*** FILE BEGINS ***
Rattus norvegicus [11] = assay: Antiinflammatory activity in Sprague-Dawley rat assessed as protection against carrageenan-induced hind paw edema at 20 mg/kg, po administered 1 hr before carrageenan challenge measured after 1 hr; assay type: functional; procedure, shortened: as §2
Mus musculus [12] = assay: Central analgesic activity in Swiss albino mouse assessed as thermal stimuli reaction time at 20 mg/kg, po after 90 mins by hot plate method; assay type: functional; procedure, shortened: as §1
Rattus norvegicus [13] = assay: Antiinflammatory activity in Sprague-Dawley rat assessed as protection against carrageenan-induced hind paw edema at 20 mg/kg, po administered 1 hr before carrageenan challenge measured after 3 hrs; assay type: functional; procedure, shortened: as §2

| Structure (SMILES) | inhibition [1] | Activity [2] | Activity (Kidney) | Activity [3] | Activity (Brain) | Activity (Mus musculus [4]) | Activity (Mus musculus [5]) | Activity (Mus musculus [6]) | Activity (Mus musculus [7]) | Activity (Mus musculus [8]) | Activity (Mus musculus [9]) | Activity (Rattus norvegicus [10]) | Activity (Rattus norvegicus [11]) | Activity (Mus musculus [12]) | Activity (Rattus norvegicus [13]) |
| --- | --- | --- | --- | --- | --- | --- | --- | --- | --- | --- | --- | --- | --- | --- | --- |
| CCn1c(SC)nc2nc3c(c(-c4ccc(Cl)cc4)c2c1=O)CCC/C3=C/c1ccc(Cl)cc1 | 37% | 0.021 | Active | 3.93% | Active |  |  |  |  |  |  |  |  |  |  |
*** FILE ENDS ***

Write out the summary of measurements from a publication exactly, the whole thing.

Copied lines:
Rattus norvegicus [11] = assay: Antiinflammatory activity in Sprague-Dawley rat assessed as protection against carrageenan-induced hind paw edema at 20 mg/kg, po administered 1 hr before carrageenan challenge measured after 1 hr; assay type: functional; procedure, shortened: as §2
Mus musculus [12] = assay: Central analgesic activity in Swiss albino mouse assessed as thermal stimuli reaction time at 20 mg/kg, po after 90 mins by hot plate method; assay type: functional; procedure, shortened: as §1
Rattus norvegicus [13] = assay: Antiinflammatory activity in Sprague-Dawley rat assessed as protection against carrageenan-induced hind paw edema at 20 mg/kg, po administered 1 hr before carrageenan challenge measured after 3 hrs; assay type: functional; procedure, shortened: as §2

| Structure (SMILES) | inhibition [1] | Activity [2] | Activity (Kidney) | Activity [3] | Activity (Brain) | Activity (Mus musculus [4]) | Activity (Mus musculus [5]) | Activity (Mus musculus [6]) | Activity (Mus musculus [7]) | Activity (Mus musculus [8]) | Activity (Mus musculus [9]) | Activity (Rattus norvegicus [10]) | Activity (Rattus norvegicus [11]) | Activity (Mus musculus [12]) | Activity (Rattus norvegicus [13]) |
| --- | --- | --- | --- | --- | --- | --- | --- | --- | --- | --- | --- | --- | --- | --- | --- |
| CCn1c(SC)nc2nc3c(c(-c4ccc(Cl)cc4)c2c1=O)CCC/C3=C/c1ccc(Cl)cc1 | 37% | 0.021 | Active | 3.93% | Active |  |  |  |  |  |  |  |  |  |  |